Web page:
The candidates in the race for House District 34 in eastern Havre and northern Hill and Blaine counties showed sharp differences during a forum Thursday, especially on the record of the 2011 Legislature.
Democrat Karen Sloan, who is challenging second-term Rep. Wendy Warburton, R-Chinook, said she was having run-ins with the elected legislators during the last session.
“(I) decided if I was ever going to run for the Legislature, it should be now, ” Sloan said. “I don’t want some of the out-of-state corporations and people that are trying to run our government to continue to do that. … I want to be your representative. I don’t want someone else running the Legislature from far away and from a big corporation with a lot of money. ”
Warburton said the last Legislature was productive, although she noted that Gov. Brian Schweitzer’s VETO brand killed a lot of its accomplishments. She said she wants to return for a third term and continue her work there, citing the values for which she stands, many of which stem from her growing up on her family ranch in Blaine County, she added.
“I am continuing to stand for the same values throughout my legislative career, and I have been very open about those, those are family, faith, freedom and prosperity for Montana, ” she said, adding that Second Amendment rights and family values also are part of the list.
But Sloan said she agreed with the governor on most of the bills he vetoed
“I was really embarrassed by some of the things that were put out in the Legislature. I got calls from my cousin in Seattle about some of the bills that had been introduced. It kind of made us the laughing stock of America. ”
Warburton disagreed, saying, “the governor vetoed some great bills, ” citing a bill she co-sponsored to partially repeal Montana’s unisex insurance requirement, and her bill to require Fish, Wildlife and Parks to consult with county commissioners before moving buffalo, and bills to reduce health care costs.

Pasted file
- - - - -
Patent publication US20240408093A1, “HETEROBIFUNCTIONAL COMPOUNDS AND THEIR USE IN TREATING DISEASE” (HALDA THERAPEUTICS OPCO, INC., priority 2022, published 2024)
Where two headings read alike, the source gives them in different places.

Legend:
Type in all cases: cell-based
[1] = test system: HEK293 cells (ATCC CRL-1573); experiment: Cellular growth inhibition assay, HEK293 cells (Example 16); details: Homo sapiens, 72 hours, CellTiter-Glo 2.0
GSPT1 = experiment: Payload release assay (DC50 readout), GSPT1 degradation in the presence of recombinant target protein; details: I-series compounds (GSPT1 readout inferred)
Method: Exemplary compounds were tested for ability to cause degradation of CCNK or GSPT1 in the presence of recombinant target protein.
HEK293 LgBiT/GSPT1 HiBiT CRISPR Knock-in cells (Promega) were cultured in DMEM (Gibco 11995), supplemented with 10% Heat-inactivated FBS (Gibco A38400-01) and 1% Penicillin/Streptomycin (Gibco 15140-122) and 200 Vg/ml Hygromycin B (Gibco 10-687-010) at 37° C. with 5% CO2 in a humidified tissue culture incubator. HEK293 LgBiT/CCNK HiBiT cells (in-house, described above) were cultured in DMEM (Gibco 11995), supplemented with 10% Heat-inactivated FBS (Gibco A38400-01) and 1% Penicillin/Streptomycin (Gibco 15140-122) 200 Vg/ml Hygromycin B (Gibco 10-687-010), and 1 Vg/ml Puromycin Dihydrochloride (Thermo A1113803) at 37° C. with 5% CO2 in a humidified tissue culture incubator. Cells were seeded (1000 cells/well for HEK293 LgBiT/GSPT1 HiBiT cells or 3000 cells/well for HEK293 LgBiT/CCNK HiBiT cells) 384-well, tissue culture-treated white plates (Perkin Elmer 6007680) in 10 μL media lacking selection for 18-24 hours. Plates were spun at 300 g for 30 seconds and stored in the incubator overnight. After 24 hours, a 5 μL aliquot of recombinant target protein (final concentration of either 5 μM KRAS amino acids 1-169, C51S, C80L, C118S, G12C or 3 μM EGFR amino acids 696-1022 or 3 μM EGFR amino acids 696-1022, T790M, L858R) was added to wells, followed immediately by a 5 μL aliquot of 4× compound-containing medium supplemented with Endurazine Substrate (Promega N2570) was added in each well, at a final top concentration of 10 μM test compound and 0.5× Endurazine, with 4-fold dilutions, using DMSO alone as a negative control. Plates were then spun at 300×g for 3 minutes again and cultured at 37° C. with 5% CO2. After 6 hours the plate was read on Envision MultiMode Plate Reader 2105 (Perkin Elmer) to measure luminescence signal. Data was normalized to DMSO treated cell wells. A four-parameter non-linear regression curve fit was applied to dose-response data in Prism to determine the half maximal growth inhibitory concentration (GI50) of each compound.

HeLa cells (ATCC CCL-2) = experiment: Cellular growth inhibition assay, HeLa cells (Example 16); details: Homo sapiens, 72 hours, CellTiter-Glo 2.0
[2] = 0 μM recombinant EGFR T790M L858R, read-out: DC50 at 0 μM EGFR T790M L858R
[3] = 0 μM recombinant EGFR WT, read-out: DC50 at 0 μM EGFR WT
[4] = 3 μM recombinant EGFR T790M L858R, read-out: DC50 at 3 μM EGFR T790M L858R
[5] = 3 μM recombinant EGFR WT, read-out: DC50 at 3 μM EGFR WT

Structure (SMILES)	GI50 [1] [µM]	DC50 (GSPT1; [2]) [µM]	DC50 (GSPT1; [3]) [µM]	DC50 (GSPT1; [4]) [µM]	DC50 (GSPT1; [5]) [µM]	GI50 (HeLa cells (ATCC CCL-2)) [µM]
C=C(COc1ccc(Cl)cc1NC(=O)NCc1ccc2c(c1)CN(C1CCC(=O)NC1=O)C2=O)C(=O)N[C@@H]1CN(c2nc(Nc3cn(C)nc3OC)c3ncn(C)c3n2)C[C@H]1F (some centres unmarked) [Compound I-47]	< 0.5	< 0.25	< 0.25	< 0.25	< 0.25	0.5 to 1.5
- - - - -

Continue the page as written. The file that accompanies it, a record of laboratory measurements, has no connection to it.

“They were vetoed just because the current administration wanted to push through Obamacare or nothing, ” she said.
She said that, at the end of the day, the legislators still are friends, cordial and professional.
“So it is a little bit frustrating sometimes to hear the news reports make it sound more confrontational than it is, ” she said.
Sloan responded on the health care reform comment, saying that the state auditor tried to put in state programs to implement the reform, which was shot down by the Legislature.
“She was not allowed to even look at how we could work it into the program, ” she said. “So whether it was Obamacare or nothing it looks like to me like we decided (for nothing), and it was really because of the confrontation. ”
But Warburton said she supports a referendum to prohibit the federal government requiring people to buy health insurance — a main provision of the health care reform act.
“This is something that is outside of the constitutional bounds of the federal government …, ” she said. “I wholeheartedly support this, and I will fight Obamacare to the bitter end. ”
Sloan said it seems odd to her that people can be required now to buy auto insurance, but people oppose the health insurance requirement. The biggest reason for health care cost increases are the people without insurance, she said, adding that many people already are pleased with some provisions such as parents keeping their children on their policy until their children are 26.
The two did nearly agree on one issue — on a ballot initiative that requires doctors to notify parents if a girl younger than 16 seeks an abortion.
Sloan said that can cause a problem. While she is pleased that her children always have been able to talk to her, she said, that is not always the case in all families.
She said that, because the referendum includes a legal process where a young girl still can get a judge to approve the process without parental notification, it could work.
“It’s certainly not something that anybody would wish to have happen, but there have been times it has been appropriate. There are legal things in that bill which I think are good, that would make it so it would be possible if this person could not talk to their parents. ”
“This bill should already be law, ” Warburton said, adding that parents now have no right to know if their underage daughter is getting an abortion.
She said she amended the bill in committee to be for all girls up to age 18, but that was stripped out.
“I’m pleased that it’s actually going to be on the ballot, and I encourage everyone to vote for this, ” Warburton said, “It’s a very big step in the right direction. ”